DRAFT DAY (letterboxd review)
This review reportedly contains spoilers.
This film might technically and narratively deserve a three or three and a half star review, but I'm giving it four because tonally it was just what I hoped it would deliver and what I needed right now (light and airy, akin to JERRY MAGUIRE, compared to the heavier, darker dramatic works I tend to gravitate towards) and because Kevin Costner has always had a way of assuaging the cynic in me.
DANCES WITH WOLVES, BULL DURHAM, FIELD OF DREAMS... these are seminal films from my childhood, cherished works really (especially in the case of Wolves and Durham), and I have always fancied myself a Costner apologist (yes, there was a time when such a term was necessary, after the floggings he received post-ROBIN HOOD: PRINCE OF THIEVES, WATERWORLD, and THE POSTMAN — all arguably misunderstood films, if acknowledged misfires). A PERFECT WORLD is an all-time favorite of mine (and Eastwood's second best film after THE UNFORGIVEN, in my book), JFK is a masterpiece, NO WAY OUT is a lynchpin 80's thriller, OPEN RANGE is an extremely underrated and classical western... I could go on and on, at which point I risk turning this into a review and retrospective of Costner's career as opposed to a review of DRAFT DAY.
But Costner's naturalism and pedigree as the likable everyman in sports films is relevant and helps carry the movie. Here, as Cleveland Browns' General manager Sonny Weaver, he is less of a cad and rogue than say Roy "TIN CUP" McAvoy or THE UPSIDE OF ANGER's Denny Davies, but his easy charm and contained, less demonstrative style suit the role like an old, comfortable slipper. Though emotional subplots do play in the film (centering around a pregnancy with salary-cap manager Jennifer Garner and the death of his father), it's mostly an examination of a "scene" — and I happen to be a big fan of films that explore niche scenes. The scene in this case is, of course, the hours leading up to and during the NFL draft.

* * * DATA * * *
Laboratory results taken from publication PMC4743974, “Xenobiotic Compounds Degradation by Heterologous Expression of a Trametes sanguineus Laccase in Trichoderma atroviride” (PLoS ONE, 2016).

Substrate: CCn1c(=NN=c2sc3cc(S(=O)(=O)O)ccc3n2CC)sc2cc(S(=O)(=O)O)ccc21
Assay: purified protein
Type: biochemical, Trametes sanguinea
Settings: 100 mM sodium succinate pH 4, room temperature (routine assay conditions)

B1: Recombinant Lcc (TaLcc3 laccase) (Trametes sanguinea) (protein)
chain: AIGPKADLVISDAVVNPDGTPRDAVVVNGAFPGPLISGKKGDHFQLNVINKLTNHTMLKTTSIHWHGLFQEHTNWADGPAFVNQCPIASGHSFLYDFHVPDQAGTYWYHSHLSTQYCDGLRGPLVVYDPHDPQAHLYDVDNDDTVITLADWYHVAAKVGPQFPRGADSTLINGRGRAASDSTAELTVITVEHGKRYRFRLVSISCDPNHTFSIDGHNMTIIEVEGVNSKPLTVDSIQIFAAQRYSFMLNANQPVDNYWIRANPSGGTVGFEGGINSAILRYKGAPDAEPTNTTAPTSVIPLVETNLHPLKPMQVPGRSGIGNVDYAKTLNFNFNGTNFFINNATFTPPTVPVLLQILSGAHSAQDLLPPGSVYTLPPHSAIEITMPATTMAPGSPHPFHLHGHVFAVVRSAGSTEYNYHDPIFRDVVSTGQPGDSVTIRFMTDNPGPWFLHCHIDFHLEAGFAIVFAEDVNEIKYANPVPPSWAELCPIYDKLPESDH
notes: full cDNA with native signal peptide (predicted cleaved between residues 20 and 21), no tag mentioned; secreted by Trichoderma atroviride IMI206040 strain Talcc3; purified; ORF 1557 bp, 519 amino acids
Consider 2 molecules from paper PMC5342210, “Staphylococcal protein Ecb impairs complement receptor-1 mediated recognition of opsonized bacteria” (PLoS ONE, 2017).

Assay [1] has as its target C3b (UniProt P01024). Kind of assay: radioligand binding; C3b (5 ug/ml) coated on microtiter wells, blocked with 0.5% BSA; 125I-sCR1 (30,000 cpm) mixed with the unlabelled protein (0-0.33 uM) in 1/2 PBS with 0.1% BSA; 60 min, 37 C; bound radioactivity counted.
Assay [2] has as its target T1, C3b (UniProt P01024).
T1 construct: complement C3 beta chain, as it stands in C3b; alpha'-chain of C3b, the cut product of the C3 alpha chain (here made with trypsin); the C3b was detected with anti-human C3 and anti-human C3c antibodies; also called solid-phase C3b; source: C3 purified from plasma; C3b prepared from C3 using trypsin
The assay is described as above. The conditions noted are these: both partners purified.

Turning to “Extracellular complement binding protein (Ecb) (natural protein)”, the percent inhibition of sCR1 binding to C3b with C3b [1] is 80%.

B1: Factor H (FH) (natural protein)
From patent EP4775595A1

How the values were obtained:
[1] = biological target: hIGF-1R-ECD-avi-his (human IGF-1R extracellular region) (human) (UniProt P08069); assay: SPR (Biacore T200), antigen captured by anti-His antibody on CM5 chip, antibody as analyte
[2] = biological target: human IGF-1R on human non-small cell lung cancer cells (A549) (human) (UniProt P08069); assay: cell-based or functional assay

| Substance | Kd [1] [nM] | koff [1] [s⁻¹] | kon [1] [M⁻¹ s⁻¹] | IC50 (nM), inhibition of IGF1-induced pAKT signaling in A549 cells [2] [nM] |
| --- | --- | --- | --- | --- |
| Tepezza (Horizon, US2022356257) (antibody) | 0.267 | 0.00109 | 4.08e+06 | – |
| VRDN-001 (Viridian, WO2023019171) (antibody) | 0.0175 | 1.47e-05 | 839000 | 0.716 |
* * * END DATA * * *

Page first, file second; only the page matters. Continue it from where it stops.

For sports fans (myself being one, more "fan" than "fanatic," to be sure), some of the proceedings may not ring true — never could I imagine a real-world scenario in which this series of unlikely and reality-pushing trades is pulled off. But again, Costner gets me to buy in, and we realize the film is not meant to be so much a documentation of the NFL Draft but a thematic story about taking the reigns, defining moments, stepping out of the shadow of predecessors and staking a claim by way of planting your flag. Throughout the film lines are drawn in the sand by everyone from Sonny's boss and owner of the Browns (the always welcome Frank Langella), to Sonny's coach (expertly cast Dennis Leary), to his own mother (living legend Ellen Burstyn) and his fellow general managers as he wheels and deals under the pressure of a ticking clock.
But through it all, Sonny finds a way to not only stay true to his heart and draft the player he wanted all along (a heart and soul middle linebacker played by rising star Chadwick Boseman), but to also make his coach happy by pulling off another trade for a coveted running back, and his owner by "making a splash," and recovering the future draft picks he gave up in the first place in order to move to the number one spot.
Again, this film ain't reinventing the wheel, but it is a dependable, comforting wheel that moves at a brisk pace (thanks in part to director Ivan Reitman's use of split screen and wipes and a breezy, Black List-topping script by Scott Rothman and Rajiv Joseph) and delivers a good amount of heart and warmth. Don't go into this film expecting a cynical, realistic treatise of the NFL (for that, see Oliver Stone's ANY GIVEN SUNDAY) — but if you're in the mood for a feel-good sports movie that takes place away from the field and is tonally centered between JERRY MAGUIRE and MONEYBALL, look no further.
SEE IT — non-sports fans might enjoy it even more than sports fans. My brother, who could give two shits about sports, also enjoyed this inside glimpse of a world he would normally never see.
PS - have I made it abundantly clear that I have always, and will always, love(d) Kevin Costner? Again, the film itself might play a star lower for you, but for this viewer, some Costner-in-his-wheelhouse gives it an automatic bump.